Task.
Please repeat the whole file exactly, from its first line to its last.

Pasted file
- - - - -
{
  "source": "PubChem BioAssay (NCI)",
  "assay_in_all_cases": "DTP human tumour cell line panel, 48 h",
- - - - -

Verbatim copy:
{
  "source": "PubChem BioAssay (NCI)",
  "assay_in_all_cases": "DTP human tumour cell line panel, 48 h",